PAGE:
Return to the hotel for lunch. Afternoon at leisure with an optional walk through the local villages and farms. Dinner at the hotel.
Maheshwar / Bhopal
This morning drive to Bhopal (journey time 5 hrs) and check in at the Jehan Numa Palace hotel where two nights are spent. A 19th century palace, the Jehan Numa is nestled on the slopes of Shamla Hill in five acres of lush green lawns and splashes of colourful bougainvillea. The Palace is a superb example of a medley of British Colonial, Italian Renaissance and Classical Greek Architecture.
Lunch at the hotel on arrival. Afternoon at leisure. Dinner at the hotel.
Bhopal & Sanchi
Morning vist to Sanchi, one of most important Buddhist sites in India. Hidden for centuries by thick undergrowth until its chance discovery by British soldiers, the remains at Sanchi are most famous for their superb sculpture. Built by the Emperor Ashoka in the third century BC, the site is one of the oldest in India. Visit the Sanchi Museum housing the sculptures from the site and the house of excavator Sir John Marshall.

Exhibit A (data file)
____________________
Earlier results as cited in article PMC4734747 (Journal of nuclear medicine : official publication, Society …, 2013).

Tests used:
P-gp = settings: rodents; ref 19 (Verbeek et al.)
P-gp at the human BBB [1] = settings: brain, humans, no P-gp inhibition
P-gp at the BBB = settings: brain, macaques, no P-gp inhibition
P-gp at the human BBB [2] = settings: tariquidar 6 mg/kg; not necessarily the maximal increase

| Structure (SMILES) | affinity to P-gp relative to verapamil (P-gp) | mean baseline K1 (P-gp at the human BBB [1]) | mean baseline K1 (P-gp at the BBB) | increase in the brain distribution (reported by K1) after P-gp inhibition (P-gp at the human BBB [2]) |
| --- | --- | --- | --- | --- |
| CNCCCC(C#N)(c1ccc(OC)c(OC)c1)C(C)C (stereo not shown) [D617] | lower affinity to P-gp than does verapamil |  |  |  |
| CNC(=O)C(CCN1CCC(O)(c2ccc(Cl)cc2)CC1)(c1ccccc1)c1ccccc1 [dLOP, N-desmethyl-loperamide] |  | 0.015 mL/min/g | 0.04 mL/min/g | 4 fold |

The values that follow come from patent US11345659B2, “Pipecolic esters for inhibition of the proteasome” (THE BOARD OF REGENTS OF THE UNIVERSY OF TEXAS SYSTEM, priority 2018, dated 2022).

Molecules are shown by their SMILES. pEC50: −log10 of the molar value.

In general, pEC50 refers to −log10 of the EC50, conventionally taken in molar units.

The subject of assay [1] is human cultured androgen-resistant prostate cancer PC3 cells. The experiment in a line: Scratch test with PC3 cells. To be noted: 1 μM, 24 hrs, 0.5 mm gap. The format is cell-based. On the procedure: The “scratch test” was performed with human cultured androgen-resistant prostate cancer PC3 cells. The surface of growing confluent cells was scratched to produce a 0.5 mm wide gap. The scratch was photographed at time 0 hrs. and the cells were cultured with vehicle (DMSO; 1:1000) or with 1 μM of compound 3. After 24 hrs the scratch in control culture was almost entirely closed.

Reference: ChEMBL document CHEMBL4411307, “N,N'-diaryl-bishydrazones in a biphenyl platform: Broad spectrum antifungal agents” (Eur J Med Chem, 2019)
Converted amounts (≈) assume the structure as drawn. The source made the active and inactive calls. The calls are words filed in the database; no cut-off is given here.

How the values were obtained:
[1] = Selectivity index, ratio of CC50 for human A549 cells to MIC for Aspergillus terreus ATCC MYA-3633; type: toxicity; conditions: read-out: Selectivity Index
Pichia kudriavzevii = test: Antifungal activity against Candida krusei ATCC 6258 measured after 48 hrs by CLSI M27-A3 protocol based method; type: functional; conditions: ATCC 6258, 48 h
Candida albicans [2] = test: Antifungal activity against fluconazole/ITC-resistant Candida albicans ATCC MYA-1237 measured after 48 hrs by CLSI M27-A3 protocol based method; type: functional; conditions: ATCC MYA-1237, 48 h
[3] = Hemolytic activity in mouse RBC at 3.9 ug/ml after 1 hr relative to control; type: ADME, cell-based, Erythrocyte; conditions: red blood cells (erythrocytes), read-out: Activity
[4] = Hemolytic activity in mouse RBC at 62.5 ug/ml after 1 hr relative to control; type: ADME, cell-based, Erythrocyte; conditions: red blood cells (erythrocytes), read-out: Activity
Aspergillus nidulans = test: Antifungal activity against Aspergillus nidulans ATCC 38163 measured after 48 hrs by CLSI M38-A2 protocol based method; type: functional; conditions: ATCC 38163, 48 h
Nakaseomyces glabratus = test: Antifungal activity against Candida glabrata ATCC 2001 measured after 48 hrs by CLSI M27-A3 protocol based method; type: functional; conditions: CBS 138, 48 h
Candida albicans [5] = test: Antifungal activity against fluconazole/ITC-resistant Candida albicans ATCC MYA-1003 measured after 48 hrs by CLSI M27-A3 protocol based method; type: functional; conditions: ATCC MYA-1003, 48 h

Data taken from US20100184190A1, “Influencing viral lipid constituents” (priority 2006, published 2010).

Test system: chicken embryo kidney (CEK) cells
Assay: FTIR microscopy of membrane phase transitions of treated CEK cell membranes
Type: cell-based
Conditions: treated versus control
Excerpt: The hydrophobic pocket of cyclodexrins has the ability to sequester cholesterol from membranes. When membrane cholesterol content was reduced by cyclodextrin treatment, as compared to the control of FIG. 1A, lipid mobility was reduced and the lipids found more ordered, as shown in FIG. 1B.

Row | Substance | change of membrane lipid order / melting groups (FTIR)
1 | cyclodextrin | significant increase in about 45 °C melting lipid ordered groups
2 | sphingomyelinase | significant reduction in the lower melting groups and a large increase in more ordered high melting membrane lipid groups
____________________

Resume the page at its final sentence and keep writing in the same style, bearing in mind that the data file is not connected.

Return to the hotel for lunch. Visit the excellent Tribal Museum dedicated to the tribal peoples of Madhya Pradesh with exhibits including tribal huts, tombs and pottery. Dinner at the hotel.
Bhopal / Bhojpur / Orchha
Morning excursion to Bhojpur to see the famous temple dedicated to Shiva believed to have been constructed by the 11th-century Paramara king Bhoja. The temple houses one of the largest lingas in India and it is crafted out of a single rock. The temple is unique because it was left unfinished. There are a series of large architectural parts still located in the nearby quarries where the stones were cut and fashioned. In addition, there are a significant number of architectural drawings engraved on the flat surfaces in the quarry showing mouldings, pillars, and the original temple plans. There is a large earthen ramp behind the temple which shows how the medieval craftsmen were able to raise the large blocks of stone into position.
Return to Bhopal for lunch at the hotel before departing by train to Jhansi. Continue by road to Orchha. Highly picturesque, in the middle of nowhere and somewhat neglected and abandoned on an island in the Betwa River, Orchha, literally meaning ‘Hidden’, was founded by the Bundela chief Raja Rudra Pratap in the 16th century.
Check-in to the Amar Mahal Palace Hotel, overlooking the magnificent cenotaphs and the River Betwa, where two nights are spent. Remainder of the afternoon at leisure before an optional sunset walk round the local temples. Dinner at the hotel.